Working with a remote team: How to be a Rock Star Product Owner
You could see many articles written by outsourcing companies about irreplaceable and very important Product Owner’s (PO) role during the software development process. In fact, the more engagement, the better, faster and high-quality product will be developed.
In real life POs usually have already running own businesses, and give main priority and time to it.
The outsourcing development statistics shows that less than 20% of projects with remote developers are completed successfully. And less than 20% of startups survive after first year of working (source http://www.go-globe.com/blog/startups/).
Can one blame a PO that he/she spends only two hours a week to his new project? Should an offshore team be blamed that they critically depend on the PO’s engagement and can’t work without his/her active participation?
Here is what gives any project better chances to succeed and allows a PO to minimise his/her engagement.
Tools to automate communication:
- Record video for the PO once per 1–2 weeks.
- The spreadsheet with a list of questions to the PO.
- Jira/Redmine/Basecamp/Trello — collaboration software.
- Continuous Integration approach.
- Dynamic CI — automated code promotion.
- Git/Github flow — Separate environments for Dev, Test, Production.
Such automated approach allows to draw the PO in conversation and give feedback about a new product version once in 1–2 weeks. At the same time, the methodology in development is not so important, whether it can be Scrum, Kanban, or Waterfall.
A team with a good expertise in a specific business domain, or that has already been doing a similar project, makes fewer mistakes and spends less time fixing errors respectively.
Let’s say you need an e-commerce.
Team A — without expertise. 50% of change requests based on PO’s feedback.
Team B — with less expertise. 30% of changes.
The team C — has been building only e-commerces for 10 years. 10% of bug fixing.
Planned scope — 400 hours in the ideal world.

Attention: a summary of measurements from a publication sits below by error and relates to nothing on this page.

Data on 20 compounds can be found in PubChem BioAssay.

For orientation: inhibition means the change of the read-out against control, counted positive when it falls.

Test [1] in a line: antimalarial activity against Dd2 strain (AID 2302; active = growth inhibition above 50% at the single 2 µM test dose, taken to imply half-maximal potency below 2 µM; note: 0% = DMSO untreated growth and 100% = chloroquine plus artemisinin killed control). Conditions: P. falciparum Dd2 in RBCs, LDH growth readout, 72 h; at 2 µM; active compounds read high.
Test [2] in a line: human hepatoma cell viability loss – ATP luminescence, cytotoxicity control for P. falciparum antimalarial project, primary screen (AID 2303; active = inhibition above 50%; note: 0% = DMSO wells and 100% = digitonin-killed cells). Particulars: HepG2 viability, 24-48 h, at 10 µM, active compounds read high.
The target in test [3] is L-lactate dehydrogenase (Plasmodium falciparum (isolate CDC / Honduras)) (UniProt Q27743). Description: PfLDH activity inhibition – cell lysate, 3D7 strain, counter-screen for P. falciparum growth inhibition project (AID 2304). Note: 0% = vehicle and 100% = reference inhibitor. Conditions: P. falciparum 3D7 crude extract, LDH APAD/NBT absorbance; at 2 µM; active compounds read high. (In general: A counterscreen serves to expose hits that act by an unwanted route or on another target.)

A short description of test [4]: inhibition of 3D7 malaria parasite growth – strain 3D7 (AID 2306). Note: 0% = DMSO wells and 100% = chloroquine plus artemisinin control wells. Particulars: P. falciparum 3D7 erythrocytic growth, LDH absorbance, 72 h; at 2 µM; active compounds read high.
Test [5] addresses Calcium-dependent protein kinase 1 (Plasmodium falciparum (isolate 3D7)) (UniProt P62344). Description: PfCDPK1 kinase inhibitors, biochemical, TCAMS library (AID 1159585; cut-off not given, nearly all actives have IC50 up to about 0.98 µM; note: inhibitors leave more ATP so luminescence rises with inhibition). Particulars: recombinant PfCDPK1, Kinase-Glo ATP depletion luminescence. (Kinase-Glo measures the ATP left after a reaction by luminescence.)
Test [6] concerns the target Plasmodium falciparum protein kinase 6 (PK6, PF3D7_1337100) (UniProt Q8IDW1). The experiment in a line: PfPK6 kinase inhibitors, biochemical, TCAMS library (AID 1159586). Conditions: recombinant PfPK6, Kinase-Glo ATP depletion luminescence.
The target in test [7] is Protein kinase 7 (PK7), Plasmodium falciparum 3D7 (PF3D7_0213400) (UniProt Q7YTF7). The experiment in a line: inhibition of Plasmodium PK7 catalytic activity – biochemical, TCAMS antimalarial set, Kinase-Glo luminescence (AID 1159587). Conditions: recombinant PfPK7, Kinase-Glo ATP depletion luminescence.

TeamDelivery time GrowthDelivery time ResultTeam A400+50%600 hoursTeam B400+30%520 hoursTeam C400+10%440 hours
A price shouldn’t be a decisive factor for choosing a subcontract. If you take a specific region you want to employ the outsourcing company in, then a price of various companies may differ insignificantly no matter the size of the company.
For example, in Eastern Europe (Ukraine, Belarus, Bulgaria, Romania, Moldova, Poland, Hungary, the Czech Republic, Lithuania, Latvia, Estonia) 3+ year-old companies with a good portfolio have an approximately equal hourly rate. There are exceptions, of course, but they can have shortcomings as bad English, a large-scale team distribution, inability to provide turnkey service (example: no UX/UI, no DevOps, etc.).
Transparent work environment:
During the development process, a team has to show the change related statistics.
Such metrics as:
- Planned features,
- Change requests,
- New features
have to be highlighted by the team, have to be estimated and available for the PO’s reviewal and prioritisation.
Planned ScopeUnplanned ScopePlanned FeaturesEstimateChange RequestsEstimateNew FeaturesEstimateFeature 110hChange to Feature 15hFeature 2310hFeature 220hChange to Feature 33hFeature 2415hFeature 310h — Feature 255hFeature 430h — Feature 267hSUM70hSUM8hSUM37h
In conclusion, here is a check list:
- Choosing a team, use two core criteria: similar projects in the portfolio and the total number of released projects. Evaluate projects: how successful they are today, and whether they are working today or not.
- Check references from the former clients. Do not hesitate to contact a client of any project through LinkedIn, Facebook, Angel.co, and ask him a couple of questions.
- Use basic development flow automation software: Jira/Redmine/Basecamp/Trello, Git, Google Spreadsheet.
- Ask to make a project roadmap and milestones before kicking off the development, and accept each milestone mentioning the result as fixed.